In a meeting held on Wednesday with senior ministry officials, the two parties could not agree on all issues on teachers' welfare that were on the table for discussion, including extra lessons, overtime and reduced winter vacation from five to two weeks.
According to BOSETU, the issue of overtime has always been that they cannot talk of overtime as a stopgap measure to the issue of the industrial action when they do not know the hours of work for teachers.
"Employer has to deal with teachers' hours of work first before they can talk of overtime. At this point, unions pointed out that they cannot be party to an initiative that they have not negotiated and contributed on," BOSETU chief negotiator Tobokani Rari said, adding that they will not be able to defend the initiative.
He stated that it came as a shock to learn that in spite of the ongoing negotiations with teachers' unions over the issue, the ministry had gone ahead to unilaterally introduce and even announce the date of the resumption of extra lessons and
Rari also believed that the permanent remedy to the negative effects of the strike on teaching and learning is for government to refund money deducted from teachers' salaries on account of the No-Work-No-Pay policy.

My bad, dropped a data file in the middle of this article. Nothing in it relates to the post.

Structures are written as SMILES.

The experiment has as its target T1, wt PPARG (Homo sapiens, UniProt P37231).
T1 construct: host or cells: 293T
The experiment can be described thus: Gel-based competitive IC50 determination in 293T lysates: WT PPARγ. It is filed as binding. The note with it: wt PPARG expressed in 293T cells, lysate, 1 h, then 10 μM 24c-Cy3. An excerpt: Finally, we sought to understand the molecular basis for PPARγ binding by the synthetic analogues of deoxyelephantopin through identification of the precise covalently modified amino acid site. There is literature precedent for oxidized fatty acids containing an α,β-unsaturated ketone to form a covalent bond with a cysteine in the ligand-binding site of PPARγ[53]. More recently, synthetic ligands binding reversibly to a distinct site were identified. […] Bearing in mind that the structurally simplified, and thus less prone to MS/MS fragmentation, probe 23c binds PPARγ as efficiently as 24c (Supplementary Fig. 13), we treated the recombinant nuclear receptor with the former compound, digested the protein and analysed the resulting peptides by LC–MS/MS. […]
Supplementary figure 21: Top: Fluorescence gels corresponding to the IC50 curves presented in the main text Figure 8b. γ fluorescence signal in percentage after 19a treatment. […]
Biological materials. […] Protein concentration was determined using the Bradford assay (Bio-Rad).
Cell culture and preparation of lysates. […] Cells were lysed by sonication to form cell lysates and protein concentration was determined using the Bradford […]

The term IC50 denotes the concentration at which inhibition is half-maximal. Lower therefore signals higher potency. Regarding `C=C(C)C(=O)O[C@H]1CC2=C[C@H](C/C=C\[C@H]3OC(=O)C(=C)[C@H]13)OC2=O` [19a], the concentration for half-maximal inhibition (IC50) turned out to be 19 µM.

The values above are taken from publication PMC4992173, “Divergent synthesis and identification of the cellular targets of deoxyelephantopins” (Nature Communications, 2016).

"Teachers are, therefore, still requested to reject the issue of overtime until directed otherwise by the unions," he said. Meanwhile, unions raised a concern about intimidation and harassment being meted out on teachers who were on strike. Rari said the Permanent Secretary Grace Muzila has promised to attend to such issues if brought to her office.
When reached for comment, Principal Public Relations Officer, Nomsah Zuze confirmed the Wednesday meeting and said the overtime allowance is not being thrust down teachers' throats. "They did not agree with the interventions but the ministry will go ahead with the interventions because we are doing it in the interests of the students," she said.
Zuze said the working overtime is voluntary and therefore the ministry will work with the interested teachers in schools. "It is not being shoved down the teachers' throats," she said.